Just as musicians have day jobs, so companies in the music industry often have activities outside the field, writes Martin Russ.
Just as musicians have day jobs, so companies in the music industry often have activities outside the field.
Many musicians have 'day jobs'. The bass player could be an accountant, the keyboard player might be a company director, and the guitarist might play the stock exchange as well as his axe. But this doubling up is not confined to just musicians; many of the companies that you associate with the music business have other roles, often in completely different industries. Diversification is a very good way of surviving the ups and downs of life in a harsh and unpredictable way.
Roland are an excellent example. You may know them for their synthesizers, samplers, drum machines and hardware sequencers, but their venture into the world of computers under the name Amdek about 10 years ago has turned into Roland Digital one of the leading manufacturers of computer plotters. In case you thought that plotting graphs and charts has very little to do with musical instruments, consider the way that computers talk to plotters. Computers use a serial data link and a variety of specialised graphics control languages which have a small set of commands which cause the plotter to do specific things — which sounds very similar to the way that MIDI works. I am not sure if it is the same company, but my (very old) Rotel hi-fi amplifier says that it was made by Roland Electronics of Tokyo, Japan!
Yamaha are an even better example of how a company that we know for hi-tech music products actually have a much more diverse range of interests. Apart from the hi-tech (and low tech 'fun') musical instruments, they also make more traditional instruments like guitars, pianos and drums, as well as brass and orchestral instruments and percussion. Yamaha also make computers and specialised chips for modems and other computer-oriented uses, as well as the sound chip you find in every Atari ST, and some of the LCD displays that you find in portable computers. For sports use they make tennis rackets, golf clubs and hi-tech bows for archery. In the construction industry they make baths, sinks and toilets, doors and windows. In the home itself don't forget Yamaha hi-fi, speakers, headphones, microphones, cassette decks, CD, CDV, CDI and DAT players, as well as a large number of custom chips for use in digital audio products. As well as motorbikes and mopeds, they also make lawn-mowers (I have one!) and outboard motors for speedboats. Apparently they have even been approached to make the engines for Ford's next series of executive cars, and currently make engines for the Brabham Formula 1 team.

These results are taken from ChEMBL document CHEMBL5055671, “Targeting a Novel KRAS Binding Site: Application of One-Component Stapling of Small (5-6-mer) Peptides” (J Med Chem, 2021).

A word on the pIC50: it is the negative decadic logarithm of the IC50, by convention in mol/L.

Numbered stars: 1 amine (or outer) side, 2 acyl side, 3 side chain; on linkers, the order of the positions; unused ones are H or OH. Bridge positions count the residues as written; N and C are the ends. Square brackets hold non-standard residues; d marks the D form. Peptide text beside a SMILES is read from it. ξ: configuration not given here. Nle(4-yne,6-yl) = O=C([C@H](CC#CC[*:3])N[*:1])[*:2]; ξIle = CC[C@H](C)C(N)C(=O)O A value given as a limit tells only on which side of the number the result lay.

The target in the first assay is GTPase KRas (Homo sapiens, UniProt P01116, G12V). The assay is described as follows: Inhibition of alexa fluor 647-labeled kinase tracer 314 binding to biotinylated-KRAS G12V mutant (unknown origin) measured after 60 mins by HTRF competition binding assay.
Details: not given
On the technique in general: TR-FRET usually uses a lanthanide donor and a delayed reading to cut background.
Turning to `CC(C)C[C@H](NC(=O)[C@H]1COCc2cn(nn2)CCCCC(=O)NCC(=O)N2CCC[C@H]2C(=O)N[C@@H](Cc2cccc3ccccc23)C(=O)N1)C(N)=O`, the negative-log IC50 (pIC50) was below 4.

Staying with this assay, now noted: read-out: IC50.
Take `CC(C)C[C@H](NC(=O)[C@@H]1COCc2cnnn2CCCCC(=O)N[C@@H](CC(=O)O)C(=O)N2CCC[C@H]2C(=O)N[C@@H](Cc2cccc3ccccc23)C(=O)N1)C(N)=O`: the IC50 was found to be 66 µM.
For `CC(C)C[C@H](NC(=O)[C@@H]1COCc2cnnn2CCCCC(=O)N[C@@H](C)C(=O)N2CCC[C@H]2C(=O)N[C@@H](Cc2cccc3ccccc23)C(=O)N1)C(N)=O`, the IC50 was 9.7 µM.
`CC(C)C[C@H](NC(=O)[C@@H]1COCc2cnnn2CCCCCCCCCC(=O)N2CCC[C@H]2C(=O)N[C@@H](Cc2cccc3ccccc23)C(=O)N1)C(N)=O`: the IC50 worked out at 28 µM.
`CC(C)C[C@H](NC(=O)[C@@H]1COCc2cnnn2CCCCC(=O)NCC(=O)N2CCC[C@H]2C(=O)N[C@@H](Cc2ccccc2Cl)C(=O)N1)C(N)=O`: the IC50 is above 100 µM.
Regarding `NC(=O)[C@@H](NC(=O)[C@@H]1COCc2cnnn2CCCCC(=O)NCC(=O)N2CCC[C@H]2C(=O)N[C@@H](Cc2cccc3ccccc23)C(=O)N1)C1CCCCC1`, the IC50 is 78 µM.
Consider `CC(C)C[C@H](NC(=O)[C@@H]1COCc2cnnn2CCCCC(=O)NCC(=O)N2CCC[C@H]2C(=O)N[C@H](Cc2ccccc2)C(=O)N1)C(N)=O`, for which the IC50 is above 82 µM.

Rather than having a large spread of products over many fields, 'vertical integration' puts all your eggs in one basket — so you have to be very sure of your abilities when you make everything yourself. Peavey are an excellent example of this philosophy: having established themselves solidly in the amplifier and PA markets over the years, they also make guitars and have started an impressive push into the hi-tech audio world with an array of digital signal processors, the DPM3 synthesizer, and some interesting sampling ideas.
Kurzweil may be famous for sophisticated sampling technology, but their origins and alter-egos were in the field of speech recognition, with a variety of speech controlled products, including prototype 'speakwriters' — typewriters that you talk to! This hi-tech image is a fascinating contrast to the recent acquisition of the musical instrument part of the business by Young Chang, a traditional piano making company.
Perhaps the most unlikely example of working in a field outside of your own home territory has to be Granada Television, who make What the Papers Say — for the BBC! There are many other examples of companies with a diverse and varied product portfolio — it is often a wise and prudent course of action in a turbulent world. Perhaps the next time you see a familiar name on a product that you would not immediately associate it with, you will be more intrigued than astonished.
Opinion by Martin Russ
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